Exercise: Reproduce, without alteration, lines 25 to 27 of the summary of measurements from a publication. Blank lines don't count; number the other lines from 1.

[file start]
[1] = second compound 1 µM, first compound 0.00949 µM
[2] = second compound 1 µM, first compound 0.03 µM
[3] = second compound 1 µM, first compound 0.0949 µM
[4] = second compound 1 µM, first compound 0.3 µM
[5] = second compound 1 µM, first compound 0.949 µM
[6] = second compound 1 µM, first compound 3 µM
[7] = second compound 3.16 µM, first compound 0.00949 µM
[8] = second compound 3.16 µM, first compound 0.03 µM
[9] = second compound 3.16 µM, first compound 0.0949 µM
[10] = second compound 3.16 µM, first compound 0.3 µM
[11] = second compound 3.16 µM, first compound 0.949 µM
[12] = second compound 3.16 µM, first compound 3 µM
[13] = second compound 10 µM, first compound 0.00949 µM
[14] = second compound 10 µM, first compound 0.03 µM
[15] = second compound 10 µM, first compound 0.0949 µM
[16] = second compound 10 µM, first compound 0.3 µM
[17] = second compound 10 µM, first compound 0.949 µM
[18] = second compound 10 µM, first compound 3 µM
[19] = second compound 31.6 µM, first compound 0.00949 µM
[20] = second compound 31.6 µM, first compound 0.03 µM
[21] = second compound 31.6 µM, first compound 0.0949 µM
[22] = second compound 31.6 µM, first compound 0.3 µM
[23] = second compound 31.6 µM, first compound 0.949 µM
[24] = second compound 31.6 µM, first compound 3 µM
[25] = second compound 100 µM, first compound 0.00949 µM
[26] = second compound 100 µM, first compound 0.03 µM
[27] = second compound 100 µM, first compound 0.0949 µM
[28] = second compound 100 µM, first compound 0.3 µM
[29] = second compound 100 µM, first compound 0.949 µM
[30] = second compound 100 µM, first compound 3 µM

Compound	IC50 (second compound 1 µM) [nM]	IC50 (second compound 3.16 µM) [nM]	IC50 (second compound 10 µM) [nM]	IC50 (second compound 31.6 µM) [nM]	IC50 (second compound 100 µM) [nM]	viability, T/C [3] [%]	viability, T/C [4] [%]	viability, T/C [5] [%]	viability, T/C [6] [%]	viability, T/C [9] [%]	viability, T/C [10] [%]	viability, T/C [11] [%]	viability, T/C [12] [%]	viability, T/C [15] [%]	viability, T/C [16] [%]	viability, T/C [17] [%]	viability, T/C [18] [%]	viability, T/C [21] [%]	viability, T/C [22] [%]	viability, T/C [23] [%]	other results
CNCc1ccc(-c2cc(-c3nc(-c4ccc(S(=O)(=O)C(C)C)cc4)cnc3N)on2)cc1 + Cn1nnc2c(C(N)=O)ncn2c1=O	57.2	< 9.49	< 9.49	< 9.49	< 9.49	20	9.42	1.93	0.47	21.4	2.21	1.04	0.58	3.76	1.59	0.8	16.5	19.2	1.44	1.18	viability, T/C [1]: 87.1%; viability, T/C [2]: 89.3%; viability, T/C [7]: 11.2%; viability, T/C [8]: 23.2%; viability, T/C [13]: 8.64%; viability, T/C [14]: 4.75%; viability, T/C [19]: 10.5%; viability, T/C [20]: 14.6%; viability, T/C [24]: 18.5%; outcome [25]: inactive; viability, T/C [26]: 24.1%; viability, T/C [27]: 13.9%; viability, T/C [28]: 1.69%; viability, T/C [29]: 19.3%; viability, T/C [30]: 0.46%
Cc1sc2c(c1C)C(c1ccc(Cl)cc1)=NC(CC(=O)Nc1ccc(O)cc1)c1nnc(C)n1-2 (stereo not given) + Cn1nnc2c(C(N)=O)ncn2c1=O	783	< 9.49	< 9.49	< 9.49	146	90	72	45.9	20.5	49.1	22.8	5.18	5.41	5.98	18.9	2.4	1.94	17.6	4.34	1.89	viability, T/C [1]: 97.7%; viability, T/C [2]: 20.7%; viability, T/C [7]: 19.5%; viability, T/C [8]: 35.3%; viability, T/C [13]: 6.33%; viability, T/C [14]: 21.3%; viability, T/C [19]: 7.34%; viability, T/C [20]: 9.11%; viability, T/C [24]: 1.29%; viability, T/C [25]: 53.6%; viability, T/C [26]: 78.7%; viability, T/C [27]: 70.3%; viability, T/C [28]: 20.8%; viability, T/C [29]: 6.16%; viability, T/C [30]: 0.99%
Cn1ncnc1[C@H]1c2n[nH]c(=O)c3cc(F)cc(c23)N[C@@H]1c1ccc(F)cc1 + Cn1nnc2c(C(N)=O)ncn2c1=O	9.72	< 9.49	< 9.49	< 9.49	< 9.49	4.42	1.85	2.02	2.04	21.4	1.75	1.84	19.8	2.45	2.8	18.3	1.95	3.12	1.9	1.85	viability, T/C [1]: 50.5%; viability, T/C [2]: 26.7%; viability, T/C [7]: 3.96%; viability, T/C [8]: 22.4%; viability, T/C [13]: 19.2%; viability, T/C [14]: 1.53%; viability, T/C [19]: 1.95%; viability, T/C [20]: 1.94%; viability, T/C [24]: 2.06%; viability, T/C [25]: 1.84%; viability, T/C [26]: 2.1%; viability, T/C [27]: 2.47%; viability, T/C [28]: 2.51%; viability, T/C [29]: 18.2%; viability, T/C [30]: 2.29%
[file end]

[25] = second compound 100 µM, first compound 0.00949 µM
[26] = second compound 100 µM, first compound 0.03 µM
[27] = second compound 100 µM, first compound 0.0949 µM